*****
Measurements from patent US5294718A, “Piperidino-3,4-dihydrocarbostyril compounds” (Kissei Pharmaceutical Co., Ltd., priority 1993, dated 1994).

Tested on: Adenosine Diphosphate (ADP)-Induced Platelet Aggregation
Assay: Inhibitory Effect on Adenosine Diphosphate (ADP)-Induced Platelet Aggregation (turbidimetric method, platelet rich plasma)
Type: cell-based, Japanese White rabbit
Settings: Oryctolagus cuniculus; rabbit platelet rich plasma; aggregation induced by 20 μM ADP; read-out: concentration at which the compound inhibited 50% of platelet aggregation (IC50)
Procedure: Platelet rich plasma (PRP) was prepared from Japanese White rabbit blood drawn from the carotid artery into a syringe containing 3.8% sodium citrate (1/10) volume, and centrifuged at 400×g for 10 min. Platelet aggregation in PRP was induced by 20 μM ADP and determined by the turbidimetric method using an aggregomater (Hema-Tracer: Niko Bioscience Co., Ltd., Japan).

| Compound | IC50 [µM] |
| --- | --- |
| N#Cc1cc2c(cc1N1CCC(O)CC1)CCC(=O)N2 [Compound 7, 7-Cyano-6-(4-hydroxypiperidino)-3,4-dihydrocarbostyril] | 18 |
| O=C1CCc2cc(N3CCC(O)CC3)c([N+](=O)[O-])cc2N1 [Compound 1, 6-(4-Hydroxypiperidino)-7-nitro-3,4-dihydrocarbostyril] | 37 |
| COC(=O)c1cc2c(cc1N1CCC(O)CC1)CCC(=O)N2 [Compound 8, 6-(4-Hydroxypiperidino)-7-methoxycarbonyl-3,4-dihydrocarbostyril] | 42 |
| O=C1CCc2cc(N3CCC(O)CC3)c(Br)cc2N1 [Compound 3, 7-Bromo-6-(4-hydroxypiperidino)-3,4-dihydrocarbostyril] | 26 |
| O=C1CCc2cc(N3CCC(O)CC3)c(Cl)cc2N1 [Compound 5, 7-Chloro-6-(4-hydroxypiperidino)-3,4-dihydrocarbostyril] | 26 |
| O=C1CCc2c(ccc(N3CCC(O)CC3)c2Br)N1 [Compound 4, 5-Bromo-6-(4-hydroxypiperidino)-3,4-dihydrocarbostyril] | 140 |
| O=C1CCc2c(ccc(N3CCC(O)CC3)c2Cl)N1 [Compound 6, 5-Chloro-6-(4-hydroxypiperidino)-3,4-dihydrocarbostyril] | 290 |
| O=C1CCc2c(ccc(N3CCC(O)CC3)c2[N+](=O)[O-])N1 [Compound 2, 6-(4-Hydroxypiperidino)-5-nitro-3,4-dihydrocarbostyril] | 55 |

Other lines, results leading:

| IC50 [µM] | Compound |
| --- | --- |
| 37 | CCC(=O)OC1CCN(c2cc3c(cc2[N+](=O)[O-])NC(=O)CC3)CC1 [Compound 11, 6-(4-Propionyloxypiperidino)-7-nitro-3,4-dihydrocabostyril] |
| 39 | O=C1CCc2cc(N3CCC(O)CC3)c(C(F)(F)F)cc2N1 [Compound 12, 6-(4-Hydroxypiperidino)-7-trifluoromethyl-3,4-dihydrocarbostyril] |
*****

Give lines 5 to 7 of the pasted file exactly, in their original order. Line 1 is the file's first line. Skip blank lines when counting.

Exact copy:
Settings: Oryctolagus cuniculus; rabbit platelet rich plasma; aggregation induced by 20 μM ADP; read-out: concentration at which the compound inhibited 50% of platelet aggregation (IC50)
Procedure: Platelet rich plasma (PRP) was prepared from Japanese White rabbit blood drawn from the carotid artery into a syringe containing 3.8% sodium citrate (1/10) volume, and centrifuged at 400×g for 10 min. Platelet aggregation in PRP was induced by 20 μM ADP and determined by the turbidimetric method using an aggregomater (Hema-Tracer: Niko Bioscience Co., Ltd., Japan).

| Compound | IC50 [µM] |